There are a precious few languages I can think of today that require you to pay money to get access to the platform and a compiler/IDE/interpreter.

All the major implementations of JavaScript are free.
C#, VB.NET and all the .NET languages are free.
C, C++, and Objective C are free (many free implementations exist).
Ada, Go, Haskell, Python, Ruby, Perl, PHP, Lisp, and virtually all of the hundreds of "esoteric" programming languages are free.

Your argument is based around a false premise, that if someone is willing to pay money to access a programming language, it is inherently more valuable than languages that can be developed in for free.

About the only languages that are popular and non-free are ones such as VBScript and VBA (they require a Windows OS, but free as in free beer interpreters exist) and a few really unpopular and hated languages like Cobol, Progress and MUMPS.

Are you trying to say that all the free programming languages mentioned above are worse than VBScript, VBA, Cobol, Progress and MUMPS? If so, you need to have your head examined. Spend some time actually _developing with_ one of these crippled, outdated, outmoded, feature-deprived and slow as balls "non-free" programming languages, and you'll be running back as fast as you can into the arms of the nearest free language. Maybe even Java.

Comment Re:Unlimited? (Score 1) 196

What's the difference? If your only other option is unreliable 3 Mbit ADSL that drops out when it rains, you're damned right people are going to use this as a home Internet connection.

If Verizon thinks they have a problem with unlimited data users on the cellular network, they can easily fix it by bringing FiOS to the 97% of the customers in their monopoly "turf" who get no service at all from them, or only ADSL. This is a problem they themselves created.

Comment Re: The problem could be Android (Score 1) 69

Meanwhile Apple continues to slowly make concessions to users' demands for added freedoms and features, like:

Adblocking, introduced in iOS 9. Some of the popular adblocking apps are really quite good, even compared to the best adblockers on the desktop like uBlock Origin, but perhaps not quite as performant (meh).

Sideloading; for $0 you can use a Hackintosh + an Apple developer account, or some open source experimental build tools on github, to compile open source iOS apps and load/run them on your phone -- there are plenty; see https://github.com/dkhamsing/o... .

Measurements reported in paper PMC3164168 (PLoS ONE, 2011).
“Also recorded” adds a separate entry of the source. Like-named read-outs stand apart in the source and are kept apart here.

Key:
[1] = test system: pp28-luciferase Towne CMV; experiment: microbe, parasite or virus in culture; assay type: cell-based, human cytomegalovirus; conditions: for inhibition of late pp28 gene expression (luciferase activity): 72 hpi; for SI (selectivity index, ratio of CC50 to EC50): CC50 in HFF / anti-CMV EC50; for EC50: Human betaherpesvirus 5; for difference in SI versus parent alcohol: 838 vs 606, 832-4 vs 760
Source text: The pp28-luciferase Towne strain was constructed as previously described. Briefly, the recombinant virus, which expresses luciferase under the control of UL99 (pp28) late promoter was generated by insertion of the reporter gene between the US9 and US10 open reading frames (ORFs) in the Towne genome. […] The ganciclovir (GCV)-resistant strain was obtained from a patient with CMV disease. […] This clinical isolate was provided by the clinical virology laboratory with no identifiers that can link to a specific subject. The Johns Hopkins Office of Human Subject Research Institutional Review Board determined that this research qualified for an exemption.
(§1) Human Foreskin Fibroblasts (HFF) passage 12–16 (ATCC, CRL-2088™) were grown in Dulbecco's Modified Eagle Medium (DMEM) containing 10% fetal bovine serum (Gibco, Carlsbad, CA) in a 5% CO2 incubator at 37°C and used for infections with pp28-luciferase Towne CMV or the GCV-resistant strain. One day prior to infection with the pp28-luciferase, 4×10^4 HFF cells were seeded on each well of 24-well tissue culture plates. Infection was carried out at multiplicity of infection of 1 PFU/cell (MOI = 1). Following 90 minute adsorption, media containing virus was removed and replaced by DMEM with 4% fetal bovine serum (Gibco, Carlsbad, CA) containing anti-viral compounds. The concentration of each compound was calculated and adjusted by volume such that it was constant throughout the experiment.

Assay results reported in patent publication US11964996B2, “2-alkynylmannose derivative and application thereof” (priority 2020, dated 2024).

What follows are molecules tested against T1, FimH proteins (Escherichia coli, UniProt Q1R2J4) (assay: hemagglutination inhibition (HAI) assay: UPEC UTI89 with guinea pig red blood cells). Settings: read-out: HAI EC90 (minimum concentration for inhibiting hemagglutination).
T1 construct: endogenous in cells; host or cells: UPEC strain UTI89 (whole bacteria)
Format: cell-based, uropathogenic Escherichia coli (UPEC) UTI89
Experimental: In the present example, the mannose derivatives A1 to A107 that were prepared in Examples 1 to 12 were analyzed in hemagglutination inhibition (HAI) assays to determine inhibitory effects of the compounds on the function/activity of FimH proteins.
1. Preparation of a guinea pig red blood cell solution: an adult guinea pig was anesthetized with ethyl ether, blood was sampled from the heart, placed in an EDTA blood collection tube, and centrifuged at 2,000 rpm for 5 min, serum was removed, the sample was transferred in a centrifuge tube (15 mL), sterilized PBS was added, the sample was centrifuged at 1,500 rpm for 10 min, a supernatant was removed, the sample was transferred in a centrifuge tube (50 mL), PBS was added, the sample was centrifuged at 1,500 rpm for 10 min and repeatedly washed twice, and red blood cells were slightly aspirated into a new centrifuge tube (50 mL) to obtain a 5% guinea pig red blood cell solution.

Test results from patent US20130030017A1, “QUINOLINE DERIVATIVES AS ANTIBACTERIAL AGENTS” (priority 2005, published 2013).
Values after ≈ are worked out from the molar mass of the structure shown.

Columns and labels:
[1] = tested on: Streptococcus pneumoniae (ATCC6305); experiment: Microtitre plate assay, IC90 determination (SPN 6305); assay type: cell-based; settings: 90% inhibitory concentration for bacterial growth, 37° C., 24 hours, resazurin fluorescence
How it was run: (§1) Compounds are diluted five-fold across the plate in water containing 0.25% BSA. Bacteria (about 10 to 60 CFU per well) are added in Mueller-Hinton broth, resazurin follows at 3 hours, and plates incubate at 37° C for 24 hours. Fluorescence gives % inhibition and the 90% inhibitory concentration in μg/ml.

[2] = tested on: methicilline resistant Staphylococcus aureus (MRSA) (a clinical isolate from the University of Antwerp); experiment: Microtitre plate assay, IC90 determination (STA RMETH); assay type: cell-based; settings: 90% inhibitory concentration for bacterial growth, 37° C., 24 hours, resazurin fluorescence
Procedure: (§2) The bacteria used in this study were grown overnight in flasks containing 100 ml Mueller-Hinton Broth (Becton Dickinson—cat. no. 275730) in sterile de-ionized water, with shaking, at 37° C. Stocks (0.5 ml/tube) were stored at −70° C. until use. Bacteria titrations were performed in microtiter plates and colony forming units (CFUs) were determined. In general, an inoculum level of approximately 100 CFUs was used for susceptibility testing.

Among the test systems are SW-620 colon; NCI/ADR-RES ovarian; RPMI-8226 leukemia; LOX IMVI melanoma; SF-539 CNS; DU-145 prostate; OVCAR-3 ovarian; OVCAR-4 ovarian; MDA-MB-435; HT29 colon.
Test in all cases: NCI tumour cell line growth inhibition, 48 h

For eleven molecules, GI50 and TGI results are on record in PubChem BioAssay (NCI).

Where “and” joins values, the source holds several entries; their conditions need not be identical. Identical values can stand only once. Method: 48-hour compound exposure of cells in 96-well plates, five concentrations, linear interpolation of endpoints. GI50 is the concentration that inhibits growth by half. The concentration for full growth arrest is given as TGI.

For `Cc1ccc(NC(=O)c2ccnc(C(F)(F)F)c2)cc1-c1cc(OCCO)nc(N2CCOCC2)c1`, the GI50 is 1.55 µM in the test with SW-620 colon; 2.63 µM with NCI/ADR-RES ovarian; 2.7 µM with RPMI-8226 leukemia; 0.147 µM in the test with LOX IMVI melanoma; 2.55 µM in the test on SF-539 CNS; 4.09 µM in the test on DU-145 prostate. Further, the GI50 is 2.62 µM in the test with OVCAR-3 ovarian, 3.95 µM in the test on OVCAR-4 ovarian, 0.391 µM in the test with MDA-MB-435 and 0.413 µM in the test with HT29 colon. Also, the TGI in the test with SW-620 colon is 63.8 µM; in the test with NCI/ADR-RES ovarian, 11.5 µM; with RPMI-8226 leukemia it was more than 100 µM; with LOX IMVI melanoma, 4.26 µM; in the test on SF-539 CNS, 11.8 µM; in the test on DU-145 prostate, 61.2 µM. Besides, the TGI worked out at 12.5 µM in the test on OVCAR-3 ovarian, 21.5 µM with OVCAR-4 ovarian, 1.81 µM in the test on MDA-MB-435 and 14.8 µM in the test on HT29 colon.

Better support for third-party keyboards (than before),

Continued robust support for "Restrictions", i.e., preventing apps from doing things. And the apps are required to be coded to nominally work with user-tunable restrictions enabled; they can't just say "Sorry, without X you can't use our app, bye" (Apple will pull your app from the app store if it does that). The app must function as well as it still can without the desired permissions. Granted, an app mainly designed to record sound and encode it in MP3 isn't going to be terribly useful without microphone access, but it would still have to, for instance, give you access to play back existing recordings or copy them out to other apps.

And despite all the user empowerment that has been coming to iOS in recent years, we continue to enjoy a *truly* lag-free, buttery-smooth UI with sparingly few bugs (which are usually fixed by the .2 minor release of any given iOS major release). Our batteries continue to be saved by iOS's tight grip on applications' background behavior. TouchID is the best fingerprint recognition system on a smartphone, period. The latest iPhone has shipped the fastest mobile CPU, GPU and NAND for several generations in a row now, and also was the first product to mass market with a new SoC transistor fabrication size (16 nm with the iPhone 6S). And they (finally) caught up with competitors in making their phones water-resistant.